In Greenwich Village in the early 1960s, New York City, young counterculture advocates were named hips because they were considered "in the know" or "cool", as opposed to being square.
In the April 27, 1961 issue of The Village Voice, "An open letter to JFK & Fidel Castro", Norman Mailer utilizes the term hippies, in questioning JFK's behavior.
is a member of a counterculture, originally a youth movement that began in the United States during the mid-1960s and spread to other countries around the world.
The word hippie came from hipster and used to describe beatniks who moved into New York City's Greenwich Village and San Francisco's Haight-Ashbury district.
In that article, Fallon wrote about the Blue Unicorn Cafe (coffeehouse) (located at 1927 Hayes Street in the Haight-Ashbury district of San Francisco), using the term hippie to refer to the new generation of beatniks who had moved from North Beach into the Haight-Ashbury district.
A July 1968 Time magazine study on hippie philosophy credited the foundation of the hippie movement with historical precedent as far back as the Sadhu of India, the spiritual seekers who had renounced the world by taking "Sannyas".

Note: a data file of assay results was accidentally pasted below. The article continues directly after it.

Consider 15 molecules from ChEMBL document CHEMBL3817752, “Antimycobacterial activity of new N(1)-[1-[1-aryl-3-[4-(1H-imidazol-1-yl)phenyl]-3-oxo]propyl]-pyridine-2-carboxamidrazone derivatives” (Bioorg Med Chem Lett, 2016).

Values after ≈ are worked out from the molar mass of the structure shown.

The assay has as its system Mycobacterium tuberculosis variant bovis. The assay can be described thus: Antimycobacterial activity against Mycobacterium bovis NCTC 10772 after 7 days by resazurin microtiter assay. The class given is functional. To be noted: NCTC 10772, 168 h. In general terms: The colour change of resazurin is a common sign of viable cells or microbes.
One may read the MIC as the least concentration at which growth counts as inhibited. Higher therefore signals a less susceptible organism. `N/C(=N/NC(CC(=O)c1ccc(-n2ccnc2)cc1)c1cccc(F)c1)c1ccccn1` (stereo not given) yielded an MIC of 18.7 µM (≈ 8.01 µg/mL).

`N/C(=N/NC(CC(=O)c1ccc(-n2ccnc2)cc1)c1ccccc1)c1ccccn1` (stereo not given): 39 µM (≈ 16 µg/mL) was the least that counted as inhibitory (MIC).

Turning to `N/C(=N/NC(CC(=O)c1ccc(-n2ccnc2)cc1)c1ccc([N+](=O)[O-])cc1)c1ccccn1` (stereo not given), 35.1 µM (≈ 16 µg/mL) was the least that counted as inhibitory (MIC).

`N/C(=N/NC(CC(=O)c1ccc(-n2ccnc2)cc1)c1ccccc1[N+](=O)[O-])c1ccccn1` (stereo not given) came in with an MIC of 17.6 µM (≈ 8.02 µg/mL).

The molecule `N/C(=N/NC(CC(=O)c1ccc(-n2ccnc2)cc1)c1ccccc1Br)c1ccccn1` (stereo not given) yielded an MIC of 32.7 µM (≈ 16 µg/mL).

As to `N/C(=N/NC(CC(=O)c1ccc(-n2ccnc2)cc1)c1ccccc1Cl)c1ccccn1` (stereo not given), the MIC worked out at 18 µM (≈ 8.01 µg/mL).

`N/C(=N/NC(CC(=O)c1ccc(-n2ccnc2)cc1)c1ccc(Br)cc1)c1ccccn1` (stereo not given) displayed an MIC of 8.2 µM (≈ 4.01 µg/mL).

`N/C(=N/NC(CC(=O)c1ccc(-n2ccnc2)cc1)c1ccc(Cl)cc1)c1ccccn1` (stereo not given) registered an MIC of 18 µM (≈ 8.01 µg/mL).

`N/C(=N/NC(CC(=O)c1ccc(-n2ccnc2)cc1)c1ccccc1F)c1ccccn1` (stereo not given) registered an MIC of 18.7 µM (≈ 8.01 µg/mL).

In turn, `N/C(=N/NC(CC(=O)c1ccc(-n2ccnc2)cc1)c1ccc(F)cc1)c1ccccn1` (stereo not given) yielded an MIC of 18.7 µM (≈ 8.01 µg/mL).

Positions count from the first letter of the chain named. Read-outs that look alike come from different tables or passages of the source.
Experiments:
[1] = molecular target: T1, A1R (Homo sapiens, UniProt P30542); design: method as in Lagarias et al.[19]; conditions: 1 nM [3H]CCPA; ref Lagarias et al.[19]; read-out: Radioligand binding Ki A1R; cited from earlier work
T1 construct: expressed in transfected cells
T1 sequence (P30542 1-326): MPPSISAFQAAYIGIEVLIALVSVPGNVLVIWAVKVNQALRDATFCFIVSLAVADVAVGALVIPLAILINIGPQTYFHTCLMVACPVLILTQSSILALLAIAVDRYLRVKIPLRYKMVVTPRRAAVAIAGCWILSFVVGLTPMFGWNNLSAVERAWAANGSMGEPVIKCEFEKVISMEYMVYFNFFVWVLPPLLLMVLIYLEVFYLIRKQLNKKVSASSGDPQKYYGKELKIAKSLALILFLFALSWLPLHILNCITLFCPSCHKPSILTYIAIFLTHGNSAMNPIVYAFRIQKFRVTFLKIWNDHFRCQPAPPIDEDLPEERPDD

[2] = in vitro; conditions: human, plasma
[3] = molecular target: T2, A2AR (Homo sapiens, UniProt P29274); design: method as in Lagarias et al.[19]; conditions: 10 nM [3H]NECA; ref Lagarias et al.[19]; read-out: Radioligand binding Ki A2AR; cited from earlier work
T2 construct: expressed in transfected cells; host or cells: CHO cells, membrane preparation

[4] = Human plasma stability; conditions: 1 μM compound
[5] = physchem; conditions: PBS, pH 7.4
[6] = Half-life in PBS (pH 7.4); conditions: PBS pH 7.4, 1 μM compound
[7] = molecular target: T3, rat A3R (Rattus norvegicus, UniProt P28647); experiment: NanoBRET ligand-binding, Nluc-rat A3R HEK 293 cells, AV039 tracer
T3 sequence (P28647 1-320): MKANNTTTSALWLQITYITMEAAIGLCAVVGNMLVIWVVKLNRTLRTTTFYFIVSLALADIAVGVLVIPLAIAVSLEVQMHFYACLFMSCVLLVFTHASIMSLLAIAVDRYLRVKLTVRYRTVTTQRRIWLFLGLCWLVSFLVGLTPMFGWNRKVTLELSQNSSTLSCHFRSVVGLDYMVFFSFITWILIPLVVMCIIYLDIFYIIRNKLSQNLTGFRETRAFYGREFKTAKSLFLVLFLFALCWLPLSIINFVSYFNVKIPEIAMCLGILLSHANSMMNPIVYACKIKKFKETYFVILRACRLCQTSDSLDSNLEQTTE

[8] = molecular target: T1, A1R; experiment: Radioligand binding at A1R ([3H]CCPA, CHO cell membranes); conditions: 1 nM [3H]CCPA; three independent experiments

Even the counterculture of the Ancient Greeks, espoused by philosophers like Diogenes of Sinope and the Cynics were also early forms of hippie culture.
The first signs of modern "proto-hippies" emerged in fin de siècle Europe.
They used alternative arts, street theatre, folk music, and psychedelic rock as a part of their lifestyle and as a way of expressing their feelings, their protests and their vision of the world and life.
"Piedra Roja Festival", a major hippie event in Chile, was held in 1970.
Hippie fashion and values had a major effect on culture, influencing popular music, television, film, literature, and the arts.
In later years, mobile "peace convoys" of New Age travelers made summer pilgrimages to free music festivals at Stonehenge and elsewhere.
In Australia, hippies gathered at Nimbin for the 1973 Aquarius Festival and the annual Cannabis Law Reform Rally or Mardi Grass.
Hippies created their own communities, listened to psychedelic music, embraced the sexual revolution, and many used drugs such as marijuana, LSD, peyote and psilocybin mushrooms to explore altered states of consciousness.